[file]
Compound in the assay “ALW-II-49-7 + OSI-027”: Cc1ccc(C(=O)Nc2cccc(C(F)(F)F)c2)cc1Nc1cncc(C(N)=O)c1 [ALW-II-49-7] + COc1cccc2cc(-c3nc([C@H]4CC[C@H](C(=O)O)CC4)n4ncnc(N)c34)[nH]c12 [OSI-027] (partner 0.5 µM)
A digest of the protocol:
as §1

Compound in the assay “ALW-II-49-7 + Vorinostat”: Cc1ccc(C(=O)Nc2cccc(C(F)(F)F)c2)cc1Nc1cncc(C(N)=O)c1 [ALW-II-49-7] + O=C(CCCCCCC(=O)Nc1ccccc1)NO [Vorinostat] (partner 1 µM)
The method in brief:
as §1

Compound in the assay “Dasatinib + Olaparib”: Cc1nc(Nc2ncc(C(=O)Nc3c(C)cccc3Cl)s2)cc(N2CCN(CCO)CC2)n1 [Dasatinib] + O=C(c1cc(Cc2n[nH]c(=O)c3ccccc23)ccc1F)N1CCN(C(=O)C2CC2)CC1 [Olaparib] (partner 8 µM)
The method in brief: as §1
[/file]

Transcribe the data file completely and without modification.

Compound in the assay “ALW-II-49-7 + OSI-027”: Cc1ccc(C(=O)Nc2cccc(C(F)(F)F)c2)cc1Nc1cncc(C(N)=O)c1 [ALW-II-49-7] + COc1cccc2cc(-c3nc([C@H]4CC[C@H](C(=O)O)CC4)n4ncnc(N)c34)[nH]c12 [OSI-027] (partner 0.5 µM)
A digest of the protocol:
as §1

Compound in the assay “ALW-II-49-7 + Vorinostat”: Cc1ccc(C(=O)Nc2cccc(C(F)(F)F)c2)cc1Nc1cncc(C(N)=O)c1 [ALW-II-49-7] + O=C(CCCCCCC(=O)Nc1ccccc1)NO [Vorinostat] (partner 1 µM)
The method in brief:
as §1

Compound in the assay “Dasatinib + Olaparib”: Cc1nc(Nc2ncc(C(=O)Nc3c(C)cccc3Cl)s2)cc(N2CCN(CCO)CC2)n1 [Dasatinib] + O=C(c1cc(Cc2n[nH]c(=O)c3ccccc23)ccc1F)N1CCN(C(=O)C2CC2)CC1 [Olaparib] (partner 8 µM)
The method in brief: as §1